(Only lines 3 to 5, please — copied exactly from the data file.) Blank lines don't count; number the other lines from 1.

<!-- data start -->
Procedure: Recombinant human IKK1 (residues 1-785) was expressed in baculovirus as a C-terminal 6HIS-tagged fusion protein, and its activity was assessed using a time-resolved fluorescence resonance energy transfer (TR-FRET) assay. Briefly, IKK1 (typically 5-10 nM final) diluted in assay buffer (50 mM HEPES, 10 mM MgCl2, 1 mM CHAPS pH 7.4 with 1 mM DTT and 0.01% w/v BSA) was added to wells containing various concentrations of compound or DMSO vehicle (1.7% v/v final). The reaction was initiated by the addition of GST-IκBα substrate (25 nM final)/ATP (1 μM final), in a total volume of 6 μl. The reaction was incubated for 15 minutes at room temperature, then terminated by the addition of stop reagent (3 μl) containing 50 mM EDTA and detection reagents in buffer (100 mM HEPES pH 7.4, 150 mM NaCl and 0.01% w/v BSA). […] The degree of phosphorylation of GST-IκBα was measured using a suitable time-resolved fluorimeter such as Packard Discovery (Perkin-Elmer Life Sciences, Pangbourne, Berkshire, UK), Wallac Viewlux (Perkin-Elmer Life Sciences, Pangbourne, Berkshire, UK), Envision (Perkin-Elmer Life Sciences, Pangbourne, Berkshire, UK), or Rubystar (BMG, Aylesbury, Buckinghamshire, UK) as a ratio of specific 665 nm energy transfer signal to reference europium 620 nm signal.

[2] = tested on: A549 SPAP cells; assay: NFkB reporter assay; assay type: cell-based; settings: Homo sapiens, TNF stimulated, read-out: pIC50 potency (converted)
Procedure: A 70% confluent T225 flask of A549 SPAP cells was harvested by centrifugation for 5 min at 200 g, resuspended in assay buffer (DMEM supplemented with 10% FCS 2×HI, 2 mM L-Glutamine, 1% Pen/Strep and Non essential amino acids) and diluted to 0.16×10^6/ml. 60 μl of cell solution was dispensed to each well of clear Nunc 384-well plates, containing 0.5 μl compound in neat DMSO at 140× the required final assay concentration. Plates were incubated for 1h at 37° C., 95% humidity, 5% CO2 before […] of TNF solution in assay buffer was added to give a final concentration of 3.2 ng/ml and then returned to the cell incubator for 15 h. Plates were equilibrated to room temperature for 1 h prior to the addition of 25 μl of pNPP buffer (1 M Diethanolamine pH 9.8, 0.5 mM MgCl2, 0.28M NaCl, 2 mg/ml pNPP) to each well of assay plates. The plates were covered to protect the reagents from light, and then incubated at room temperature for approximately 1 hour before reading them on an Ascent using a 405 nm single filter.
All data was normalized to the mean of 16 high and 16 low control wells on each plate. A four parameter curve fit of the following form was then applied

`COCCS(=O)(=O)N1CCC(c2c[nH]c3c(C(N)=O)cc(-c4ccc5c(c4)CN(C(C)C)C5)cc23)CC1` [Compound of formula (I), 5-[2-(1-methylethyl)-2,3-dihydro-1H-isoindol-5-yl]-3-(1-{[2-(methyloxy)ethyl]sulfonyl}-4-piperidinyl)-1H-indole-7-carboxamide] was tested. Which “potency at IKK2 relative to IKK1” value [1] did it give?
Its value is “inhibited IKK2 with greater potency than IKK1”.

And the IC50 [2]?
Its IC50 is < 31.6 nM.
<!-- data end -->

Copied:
Procedure: A 70% confluent T225 flask of A549 SPAP cells was harvested by centrifugation for 5 min at 200 g, resuspended in assay buffer (DMEM supplemented with 10% FCS 2×HI, 2 mM L-Glutamine, 1% Pen/Strep and Non essential amino acids) and diluted to 0.16×10^6/ml. 60 μl of cell solution was dispensed to each well of clear Nunc 384-well plates, containing 0.5 μl compound in neat DMSO at 140× the required final assay concentration. Plates were incubated for 1h at 37° C., 95% humidity, 5% CO2 before […] of TNF solution in assay buffer was added to give a final concentration of 3.2 ng/ml and then returned to the cell incubator for 15 h. Plates were equilibrated to room temperature for 1 h prior to the addition of 25 μl of pNPP buffer (1 M Diethanolamine pH 9.8, 0.5 mM MgCl2, 0.28M NaCl, 2 mg/ml pNPP) to each well of assay plates. The plates were covered to protect the reagents from light, and then incubated at room temperature for approximately 1 hour before reading them on an Ascent using a 405 nm single filter.
All data was normalized to the mean of 16 high and 16 low control wells on each plate. A four parameter curve fit of the following form was then applied

`COCCS(=O)(=O)N1CCC(c2c[nH]c3c(C(N)=O)cc(-c4ccc5c(c4)CN(C(C)C)C5)cc23)CC1` [Compound of formula (I), 5-[2-(1-methylethyl)-2,3-dihydro-1H-isoindol-5-yl]-3-(1-{[2-(methyloxy)ethyl]sulfonyl}-4-piperidinyl)-1H-indole-7-carboxamide] was tested. Which “potency at IKK2 relative to IKK1” value [1] did it give?